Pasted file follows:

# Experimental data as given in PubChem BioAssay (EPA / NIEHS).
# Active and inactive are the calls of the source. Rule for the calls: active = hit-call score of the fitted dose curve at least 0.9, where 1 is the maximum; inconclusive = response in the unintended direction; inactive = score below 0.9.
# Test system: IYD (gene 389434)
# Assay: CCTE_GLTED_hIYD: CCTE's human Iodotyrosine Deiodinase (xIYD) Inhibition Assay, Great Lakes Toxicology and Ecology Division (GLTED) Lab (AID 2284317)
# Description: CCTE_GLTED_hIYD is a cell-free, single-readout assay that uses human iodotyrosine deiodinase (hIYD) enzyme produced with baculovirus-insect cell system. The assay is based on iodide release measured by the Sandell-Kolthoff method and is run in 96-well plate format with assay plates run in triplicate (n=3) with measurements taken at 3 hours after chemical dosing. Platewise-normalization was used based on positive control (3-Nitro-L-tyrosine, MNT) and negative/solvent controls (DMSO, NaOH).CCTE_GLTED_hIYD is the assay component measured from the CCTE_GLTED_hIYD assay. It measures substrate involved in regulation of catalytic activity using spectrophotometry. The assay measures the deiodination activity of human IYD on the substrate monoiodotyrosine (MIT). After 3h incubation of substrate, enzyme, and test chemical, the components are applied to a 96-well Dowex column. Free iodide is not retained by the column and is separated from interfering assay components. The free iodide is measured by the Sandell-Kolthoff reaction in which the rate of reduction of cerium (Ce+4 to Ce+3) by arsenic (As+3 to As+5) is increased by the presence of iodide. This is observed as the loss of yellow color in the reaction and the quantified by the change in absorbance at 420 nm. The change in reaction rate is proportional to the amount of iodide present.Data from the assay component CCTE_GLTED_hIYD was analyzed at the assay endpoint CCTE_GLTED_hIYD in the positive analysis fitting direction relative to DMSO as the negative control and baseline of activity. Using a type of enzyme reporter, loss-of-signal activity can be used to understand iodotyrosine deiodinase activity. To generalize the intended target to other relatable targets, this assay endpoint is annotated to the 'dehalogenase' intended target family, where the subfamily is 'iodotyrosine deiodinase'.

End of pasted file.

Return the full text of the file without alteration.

# Experimental data as given in PubChem BioAssay (EPA / NIEHS).
# Active and inactive are the calls of the source. Rule for the calls: active = hit-call score of the fitted dose curve at least 0.9, where 1 is the maximum; inconclusive = response in the unintended direction; inactive = score below 0.9.
# Test system: IYD (gene 389434)
# Assay: CCTE_GLTED_hIYD: CCTE's human Iodotyrosine Deiodinase (xIYD) Inhibition Assay, Great Lakes Toxicology and Ecology Division (GLTED) Lab (AID 2284317)
# Description: CCTE_GLTED_hIYD is a cell-free, single-readout assay that uses human iodotyrosine deiodinase (hIYD) enzyme produced with baculovirus-insect cell system. The assay is based on iodide release measured by the Sandell-Kolthoff method and is run in 96-well plate format with assay plates run in triplicate (n=3) with measurements taken at 3 hours after chemical dosing. Platewise-normalization was used based on positive control (3-Nitro-L-tyrosine, MNT) and negative/solvent controls (DMSO, NaOH).CCTE_GLTED_hIYD is the assay component measured from the CCTE_GLTED_hIYD assay. It measures substrate involved in regulation of catalytic activity using spectrophotometry. The assay measures the deiodination activity of human IYD on the substrate monoiodotyrosine (MIT). After 3h incubation of substrate, enzyme, and test chemical, the components are applied to a 96-well Dowex column. Free iodide is not retained by the column and is separated from interfering assay components. The free iodide is measured by the Sandell-Kolthoff reaction in which the rate of reduction of cerium (Ce+4 to Ce+3) by arsenic (As+3 to As+5) is increased by the presence of iodide. This is observed as the loss of yellow color in the reaction and the quantified by the change in absorbance at 420 nm. The change in reaction rate is proportional to the amount of iodide present.Data from the assay component CCTE_GLTED_hIYD was analyzed at the assay endpoint CCTE_GLTED_hIYD in the positive analysis fitting direction relative to DMSO as the negative control and baseline of activity. Using a type of enzyme reporter, loss-of-signal activity can be used to understand iodotyrosine deiodinase activity. To generalize the intended target to other relatable targets, this assay endpoint is annotated to the 'dehalogenase' intended target family, where the subfamily is 'iodotyrosine deiodinase'.